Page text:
HILL: The leader we studied at Google reminded us that talented people don’t want to follow you to the future—they want to co-create it with you. The infrastructure group of Google is the group that has to keep the website up and running 24/7. So when Google was about to introduce YouTube, they knew that their data storage system wasn’t adequate. The head of the engineering group and the infrastructure group at that time was a man named Bill Coughran. His advice is to lead as if you are leading a volunteer organization. You can’t force people to innovate, but you can organize for it. The leader’s role is to be more a stage setter than a performer. So when Google had to come up with a new data storage system, he didn’t select engineers to work on that problem. Instead, he waited to see what “possible solutions emerged spontaneously.”

 

Two separate groups coalesced around promising alternatives. Separately, both teams were allowed to work full time on their ideas. In periodic engineering reviews, Bill and his “brain trust” (how he referred to his leadership team) worked to “drive debate” and “inject honesty” into each team’s thinking. Both teams were encouraged to build prototypes so they could “bump up” against reality and discover for themselves the pros and cons of their proposed solutions. As the evidence came in and the website became more vulnerable, it became clear that, for the time being, one alternative was better than the other. To ensure they retained the knowledge gained by the team whose solution was not chosen, Bill asked members of that team to join a new team that was just forming to take on the next big storage challenge.

 

One of the Google engineers had complained early on to the leader that they were all too busy for the “inefficient” practice of running parallel experiments, but by the end of the process that engineer told us that he saw the wisdom of letting smart people play out their particular passions. If people had been forced onto one big team, the focus might have moved to winning and proving whose solution was right as opposed to learning and discovering the best solution.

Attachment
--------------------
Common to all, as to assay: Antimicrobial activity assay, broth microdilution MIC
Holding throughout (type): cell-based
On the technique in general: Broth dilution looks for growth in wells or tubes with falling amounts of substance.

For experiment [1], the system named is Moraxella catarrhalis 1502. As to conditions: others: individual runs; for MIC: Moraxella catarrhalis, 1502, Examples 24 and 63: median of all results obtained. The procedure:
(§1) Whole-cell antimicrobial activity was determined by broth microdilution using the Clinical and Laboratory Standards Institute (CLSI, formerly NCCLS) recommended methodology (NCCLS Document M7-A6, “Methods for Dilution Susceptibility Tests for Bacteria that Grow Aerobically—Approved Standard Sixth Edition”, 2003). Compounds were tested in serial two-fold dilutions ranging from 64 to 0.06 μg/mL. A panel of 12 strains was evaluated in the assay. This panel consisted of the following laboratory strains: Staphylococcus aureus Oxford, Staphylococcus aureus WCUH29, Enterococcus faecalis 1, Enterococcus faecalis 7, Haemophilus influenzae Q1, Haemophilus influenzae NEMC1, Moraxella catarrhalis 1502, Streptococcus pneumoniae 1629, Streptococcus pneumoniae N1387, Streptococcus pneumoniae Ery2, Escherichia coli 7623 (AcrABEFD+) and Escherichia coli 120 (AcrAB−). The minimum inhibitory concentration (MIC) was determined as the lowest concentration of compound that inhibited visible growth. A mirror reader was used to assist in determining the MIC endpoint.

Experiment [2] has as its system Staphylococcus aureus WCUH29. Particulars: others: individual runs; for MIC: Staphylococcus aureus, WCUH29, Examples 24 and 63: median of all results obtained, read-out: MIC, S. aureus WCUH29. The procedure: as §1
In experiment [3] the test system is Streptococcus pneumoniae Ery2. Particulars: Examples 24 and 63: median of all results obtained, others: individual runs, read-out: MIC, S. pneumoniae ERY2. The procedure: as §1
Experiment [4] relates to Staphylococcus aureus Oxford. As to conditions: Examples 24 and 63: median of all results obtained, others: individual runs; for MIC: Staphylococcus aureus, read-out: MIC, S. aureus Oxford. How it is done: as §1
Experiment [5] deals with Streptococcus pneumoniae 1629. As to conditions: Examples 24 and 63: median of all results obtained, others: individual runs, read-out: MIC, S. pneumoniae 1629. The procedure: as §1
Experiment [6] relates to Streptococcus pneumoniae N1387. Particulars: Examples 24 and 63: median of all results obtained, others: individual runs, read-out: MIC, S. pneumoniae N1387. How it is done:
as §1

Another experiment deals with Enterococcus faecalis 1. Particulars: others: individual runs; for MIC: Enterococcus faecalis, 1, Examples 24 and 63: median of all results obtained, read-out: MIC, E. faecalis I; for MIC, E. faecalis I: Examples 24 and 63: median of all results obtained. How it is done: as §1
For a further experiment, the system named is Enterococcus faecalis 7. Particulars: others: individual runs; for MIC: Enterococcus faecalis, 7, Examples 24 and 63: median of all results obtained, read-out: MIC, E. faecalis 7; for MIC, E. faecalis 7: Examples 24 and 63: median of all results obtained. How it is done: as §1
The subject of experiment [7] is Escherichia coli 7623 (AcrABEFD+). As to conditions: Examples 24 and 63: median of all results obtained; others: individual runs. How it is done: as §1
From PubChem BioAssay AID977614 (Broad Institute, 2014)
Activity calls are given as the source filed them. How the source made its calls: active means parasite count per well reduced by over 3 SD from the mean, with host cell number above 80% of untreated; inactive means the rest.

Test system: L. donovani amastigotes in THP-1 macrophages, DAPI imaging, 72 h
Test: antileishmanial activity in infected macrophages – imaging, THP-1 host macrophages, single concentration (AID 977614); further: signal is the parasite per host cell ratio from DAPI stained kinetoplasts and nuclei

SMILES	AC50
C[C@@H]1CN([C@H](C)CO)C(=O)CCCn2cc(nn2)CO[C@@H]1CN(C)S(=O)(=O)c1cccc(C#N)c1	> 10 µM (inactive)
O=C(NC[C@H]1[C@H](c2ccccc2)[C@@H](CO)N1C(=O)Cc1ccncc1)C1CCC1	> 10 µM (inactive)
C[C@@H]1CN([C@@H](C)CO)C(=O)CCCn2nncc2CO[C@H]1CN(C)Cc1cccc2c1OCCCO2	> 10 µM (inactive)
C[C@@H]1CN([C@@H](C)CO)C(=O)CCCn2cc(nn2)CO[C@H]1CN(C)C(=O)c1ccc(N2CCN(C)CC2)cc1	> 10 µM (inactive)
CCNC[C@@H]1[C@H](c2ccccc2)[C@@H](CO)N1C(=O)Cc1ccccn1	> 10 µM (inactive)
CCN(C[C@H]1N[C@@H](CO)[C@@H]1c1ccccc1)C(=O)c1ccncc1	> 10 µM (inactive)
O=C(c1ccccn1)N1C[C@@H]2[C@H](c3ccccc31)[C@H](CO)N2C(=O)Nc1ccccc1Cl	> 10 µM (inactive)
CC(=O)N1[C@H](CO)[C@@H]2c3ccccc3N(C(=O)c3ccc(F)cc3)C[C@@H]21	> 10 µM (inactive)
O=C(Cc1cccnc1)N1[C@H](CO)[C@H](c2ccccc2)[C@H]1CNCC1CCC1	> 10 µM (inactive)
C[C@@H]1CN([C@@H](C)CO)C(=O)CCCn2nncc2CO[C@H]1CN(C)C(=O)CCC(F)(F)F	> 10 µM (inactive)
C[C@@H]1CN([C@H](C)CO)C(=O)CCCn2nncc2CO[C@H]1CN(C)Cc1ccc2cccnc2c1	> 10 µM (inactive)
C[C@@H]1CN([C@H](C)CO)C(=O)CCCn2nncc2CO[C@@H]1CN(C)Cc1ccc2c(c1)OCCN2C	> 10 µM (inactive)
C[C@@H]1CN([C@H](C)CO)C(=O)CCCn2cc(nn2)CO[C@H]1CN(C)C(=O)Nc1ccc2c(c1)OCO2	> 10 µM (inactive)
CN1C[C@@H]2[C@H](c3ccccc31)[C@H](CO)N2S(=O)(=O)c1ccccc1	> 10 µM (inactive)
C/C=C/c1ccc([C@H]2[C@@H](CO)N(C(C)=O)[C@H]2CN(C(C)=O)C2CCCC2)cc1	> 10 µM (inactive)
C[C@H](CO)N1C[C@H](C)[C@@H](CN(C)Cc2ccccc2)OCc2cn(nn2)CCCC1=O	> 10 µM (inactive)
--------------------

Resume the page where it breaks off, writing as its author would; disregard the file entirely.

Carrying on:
FRIGO: What advice would you offer to CFOs and finance organizations?

 

HILL: Being an effective leader of innovation often means rethinking your leadership role and approach. When HCL Technologies, an Indian outsourcing company that founded the IT industry in India, fell to number 5, the CEO at the time knew something needed to change if the company were to avoid becoming “irrelevant,” as he put it. He said the leaders had to stop thinking of their role as direction setters, whose job it was to keep people from deviating from their vision. Instead, he urged them to focus on building the culture and capabilities required to unleash the talents and passions of their staff (get the “new”) and leverage and harness them to solve client problems (get the “useful”).

 

They had to move from a more command-and-control mode of leadership to one where they focused on building a culture in which, among other things, staff understood that they were expected to be innovative on behalf of their clients and were provided with enough psychological safety that they would be willing to take the necessary calculated risks required whenever you try to do something new. And, of course, the company had to make a significant investment in making sure their staff had the competencies required: understood their clients’ businesses, had the necessary technical skills, and also had the tools (like collaborative Web-based tools) to work together effectively. The CEO referred to the change they needed to make as “inverting the pyramid to unleash the power of the many and loosen the stranglehold of the few to increase the speed and quality of innovation every day.” When they started on the transformation journey, he told the organization he thought it would take them four to five years of unlearning old habits and embracing new ones. Today, HCL has a culture where employees participate in “every day innovation” by contributing ideas both big and small through a variety of internal platforms. The kinds of ideas they’ve generated and implemented have impacted their customers’ businesses positively by thousands and millions of dollars.

 

NOTE:

 

CFOs and finance organizations can play a vital role in the success of innovation in organizations that embrace the leadership philosophy, culture, and capabilities described here. CFOs can also enable innovation within the finance function by adopting this approach and can foster greater innovation success and business results for the company by being a valuable part of the “collective genius” of the organization. Developing the three organizational capabilities of creative abrasion, creative agility, and creative resolution within the finance organization can elevate its value within the company.

 

Mark L. Frigo, CMA, CPA, Ph.D., is director of the Center for Strategy, Execution and Valuation and the Strategic Risk Management Lab in the Kellstadt Graduate School of Business and Ledger & Quill Foundation Distinguished Professor of Strategy and Leadership in the Driehaus College of Business at DePaul University in Chicago, Ill. He also is an advisor to executive teams and boards in the area of strategy execution and strategic risk management and an IMA member. You can reach Mark at (312) 362-8784 or mfrigo@depaul.edu.